The bacon is sizzling, there’s a stack of pancakes, and fresh coffee is brewing when Brody startles awake 20 minutes later. Mitch watches warily from the kitchen. His impulse is to swoop in, make another save, but as a lifeguard, he knows that he can’t micromanage everyone. His role is to maintain a watchful eye until someone is clearly in distress.

After sleeping it off all night, there’s no clear reason to expect Brody to be in immediate distress. If anything, last night suggests that Mitch needs to give Brody a little space.

Besides, if he’s going to hurl again, Mitch wants to be safely in the kitchen.

Coming back to consciousness with a jolt, Brody propels himself upward, but clearly regrets it immediately. The color drains from his face, not that he had much to start with, and he blanches as he falls back against the cushions in obvious confusion. Brody has trouble piecing things together under normal circumstances; with the aftermath of the drugs, he’s going to have a harder time of it than usual.

Still, he seems aware enough to realize that he’s not alone. Cautiously this time, he sits up, gingerly sweeping his legs over the side of the couch. He seems to brace himself for a moment -- nausea, lightheadedness, abject confusion or all of the above -- and he breathes visibly through his nose for several long seconds before he dares to look up.

Clearly, Brody knows where he is. However, it’s also clear that he’s not sure how or why. Whether or not Brody remembers going to the bar is questionable. He may also just be reeling from the fact that he thought he and Mitch weren’t on speaking terms.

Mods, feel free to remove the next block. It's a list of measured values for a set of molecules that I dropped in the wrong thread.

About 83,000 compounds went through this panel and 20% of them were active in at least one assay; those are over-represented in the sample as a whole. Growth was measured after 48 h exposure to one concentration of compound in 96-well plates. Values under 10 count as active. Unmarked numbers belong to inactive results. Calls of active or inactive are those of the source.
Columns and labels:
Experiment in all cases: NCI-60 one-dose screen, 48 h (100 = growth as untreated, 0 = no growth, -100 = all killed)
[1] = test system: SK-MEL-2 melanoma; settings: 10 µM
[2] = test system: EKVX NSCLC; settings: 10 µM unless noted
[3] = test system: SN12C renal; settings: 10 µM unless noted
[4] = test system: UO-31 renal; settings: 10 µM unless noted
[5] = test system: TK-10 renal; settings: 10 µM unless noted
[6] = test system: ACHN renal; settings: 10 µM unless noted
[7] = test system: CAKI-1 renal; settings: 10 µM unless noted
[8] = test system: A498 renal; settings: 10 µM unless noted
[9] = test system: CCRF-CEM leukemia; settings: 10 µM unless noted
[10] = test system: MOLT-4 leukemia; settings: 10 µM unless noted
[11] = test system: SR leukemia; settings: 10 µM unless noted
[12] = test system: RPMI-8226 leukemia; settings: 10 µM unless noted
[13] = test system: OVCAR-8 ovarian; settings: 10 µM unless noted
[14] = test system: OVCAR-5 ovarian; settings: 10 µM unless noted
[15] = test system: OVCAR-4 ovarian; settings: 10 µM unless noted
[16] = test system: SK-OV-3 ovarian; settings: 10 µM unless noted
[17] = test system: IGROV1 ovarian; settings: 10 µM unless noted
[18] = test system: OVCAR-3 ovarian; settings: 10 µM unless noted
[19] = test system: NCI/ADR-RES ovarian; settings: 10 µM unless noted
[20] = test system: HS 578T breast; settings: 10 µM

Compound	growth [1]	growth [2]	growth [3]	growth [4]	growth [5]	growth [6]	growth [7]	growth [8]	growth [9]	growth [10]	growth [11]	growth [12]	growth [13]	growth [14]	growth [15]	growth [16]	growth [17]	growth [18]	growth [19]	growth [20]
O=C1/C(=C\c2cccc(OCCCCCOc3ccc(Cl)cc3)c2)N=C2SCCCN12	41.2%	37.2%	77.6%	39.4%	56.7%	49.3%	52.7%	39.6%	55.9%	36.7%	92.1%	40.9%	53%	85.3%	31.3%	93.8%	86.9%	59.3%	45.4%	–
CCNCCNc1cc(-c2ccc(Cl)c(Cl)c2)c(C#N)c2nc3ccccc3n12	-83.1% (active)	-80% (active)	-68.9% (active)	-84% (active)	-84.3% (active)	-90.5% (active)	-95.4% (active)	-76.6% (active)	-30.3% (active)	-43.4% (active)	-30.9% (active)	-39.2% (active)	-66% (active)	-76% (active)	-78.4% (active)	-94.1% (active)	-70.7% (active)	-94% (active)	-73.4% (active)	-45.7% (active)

Mitch does his best to diffuse this notion by smiling broadly. When Brody hazards a look at him, Mitch acts like everything is perfect. “Hey!” he calls out. “Just in time for breakfast!”

Brody gives him a look that suggests that he worries this situation may be a hallucination. The mental process is almost visible on his face. No hallucination would feel as bad as Brody clearly felt in this moment.

“You had a long night,” Mitch informs him, hoping he sounds sympathetic without sounding grave. “Come grab some pancakes and we’ll talk about it.”

Brody’s look is now vaguely incredulous, but he can find no reason not to comply. This could be due to the fact that he’s hung over, but it may also just be because he’s Brody.

Mitch watches, not bothering to be discreet, noting the way Brody grimaces when he gets to his feet. With a single step, his posture seems to waver, and for a terrible second, Mitch thinks Brody is going to keel over again. Before he has the chance to drop the pancake poised on his spatula, Brody blinks a few times and gets his footing, breathing stolidly for another second longer before he takes another tentative step.